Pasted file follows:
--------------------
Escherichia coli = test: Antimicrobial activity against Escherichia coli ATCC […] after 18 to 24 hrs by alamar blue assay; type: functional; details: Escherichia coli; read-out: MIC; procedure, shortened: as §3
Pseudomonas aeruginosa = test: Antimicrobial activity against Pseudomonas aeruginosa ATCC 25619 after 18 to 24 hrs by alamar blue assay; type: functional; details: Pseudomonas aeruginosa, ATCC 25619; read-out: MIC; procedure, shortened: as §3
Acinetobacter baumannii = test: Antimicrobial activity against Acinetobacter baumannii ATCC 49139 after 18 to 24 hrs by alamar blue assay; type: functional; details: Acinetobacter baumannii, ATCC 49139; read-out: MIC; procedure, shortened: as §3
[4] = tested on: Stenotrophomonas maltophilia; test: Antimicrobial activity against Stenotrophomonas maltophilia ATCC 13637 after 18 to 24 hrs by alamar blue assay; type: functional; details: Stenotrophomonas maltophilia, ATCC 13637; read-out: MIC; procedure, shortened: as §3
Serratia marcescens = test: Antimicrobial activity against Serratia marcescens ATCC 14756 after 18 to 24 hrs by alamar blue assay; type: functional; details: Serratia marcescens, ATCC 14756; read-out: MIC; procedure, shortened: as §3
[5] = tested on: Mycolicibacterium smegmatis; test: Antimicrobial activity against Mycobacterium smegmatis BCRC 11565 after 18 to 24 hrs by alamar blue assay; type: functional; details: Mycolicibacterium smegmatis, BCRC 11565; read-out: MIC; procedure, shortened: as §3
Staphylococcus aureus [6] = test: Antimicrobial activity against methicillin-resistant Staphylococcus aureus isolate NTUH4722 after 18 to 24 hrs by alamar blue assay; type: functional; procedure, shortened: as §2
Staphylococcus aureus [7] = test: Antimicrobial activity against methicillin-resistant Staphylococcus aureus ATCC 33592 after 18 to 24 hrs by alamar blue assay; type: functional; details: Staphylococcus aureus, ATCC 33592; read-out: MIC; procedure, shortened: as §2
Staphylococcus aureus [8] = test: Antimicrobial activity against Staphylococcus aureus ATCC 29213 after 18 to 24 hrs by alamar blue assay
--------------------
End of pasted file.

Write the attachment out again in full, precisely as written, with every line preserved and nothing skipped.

Escherichia coli = test: Antimicrobial activity against Escherichia coli ATCC […] after 18 to 24 hrs by alamar blue assay; type: functional; details: Escherichia coli; read-out: MIC; procedure, shortened: as §3
Pseudomonas aeruginosa = test: Antimicrobial activity against Pseudomonas aeruginosa ATCC 25619 after 18 to 24 hrs by alamar blue assay; type: functional; details: Pseudomonas aeruginosa, ATCC 25619; read-out: MIC; procedure, shortened: as §3
Acinetobacter baumannii = test: Antimicrobial activity against Acinetobacter baumannii ATCC 49139 after 18 to 24 hrs by alamar blue assay; type: functional; details: Acinetobacter baumannii, ATCC 49139; read-out: MIC; procedure, shortened: as §3
[4] = tested on: Stenotrophomonas maltophilia; test: Antimicrobial activity against Stenotrophomonas maltophilia ATCC 13637 after 18 to 24 hrs by alamar blue assay; type: functional; details: Stenotrophomonas maltophilia, ATCC 13637; read-out: MIC; procedure, shortened: as §3
Serratia marcescens = test: Antimicrobial activity against Serratia marcescens ATCC 14756 after 18 to 24 hrs by alamar blue assay; type: functional; details: Serratia marcescens, ATCC 14756; read-out: MIC; procedure, shortened: as §3
[5] = tested on: Mycolicibacterium smegmatis; test: Antimicrobial activity against Mycobacterium smegmatis BCRC 11565 after 18 to 24 hrs by alamar blue assay; type: functional; details: Mycolicibacterium smegmatis, BCRC 11565; read-out: MIC; procedure, shortened: as §3
Staphylococcus aureus [6] = test: Antimicrobial activity against methicillin-resistant Staphylococcus aureus isolate NTUH4722 after 18 to 24 hrs by alamar blue assay; type: functional; procedure, shortened: as §2
Staphylococcus aureus [7] = test: Antimicrobial activity against methicillin-resistant Staphylococcus aureus ATCC 33592 after 18 to 24 hrs by alamar blue assay; type: functional; details: Staphylococcus aureus, ATCC 33592; read-out: MIC; procedure, shortened: as §2
Staphylococcus aureus [8] = test: Antimicrobial activity against Staphylococcus aureus ATCC 29213 after 18 to 24 hrs by alamar blue assay